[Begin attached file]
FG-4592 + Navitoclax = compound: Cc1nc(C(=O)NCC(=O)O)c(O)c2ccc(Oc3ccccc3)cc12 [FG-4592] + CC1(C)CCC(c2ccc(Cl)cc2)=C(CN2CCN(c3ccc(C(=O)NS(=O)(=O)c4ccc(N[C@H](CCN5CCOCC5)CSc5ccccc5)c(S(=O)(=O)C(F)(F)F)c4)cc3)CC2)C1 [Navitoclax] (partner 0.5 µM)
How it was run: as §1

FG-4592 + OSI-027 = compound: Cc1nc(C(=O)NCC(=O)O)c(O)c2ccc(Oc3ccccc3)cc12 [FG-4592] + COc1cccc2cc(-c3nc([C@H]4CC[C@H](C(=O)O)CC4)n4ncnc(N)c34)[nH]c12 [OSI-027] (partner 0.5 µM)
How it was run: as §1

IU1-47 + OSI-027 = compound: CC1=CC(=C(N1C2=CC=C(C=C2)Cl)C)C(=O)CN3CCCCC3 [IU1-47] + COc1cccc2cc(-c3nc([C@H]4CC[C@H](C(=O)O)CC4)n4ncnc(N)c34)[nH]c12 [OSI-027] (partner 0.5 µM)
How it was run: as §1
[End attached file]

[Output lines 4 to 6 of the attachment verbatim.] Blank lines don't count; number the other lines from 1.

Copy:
How it was run: as §1

IU1-47 + OSI-027 = compound: CC1=CC(=C(N1C2=CC=C(C=C2)Cl)C)C(=O)CN3CCCCC3 [IU1-47] + COc1cccc2cc(-c3nc([C@H]4CC[C@H](C(=O)O)CC4)n4ncnc(N)c34)[nH]c12 [OSI-027] (partner 0.5 µM)
How it was run: as §1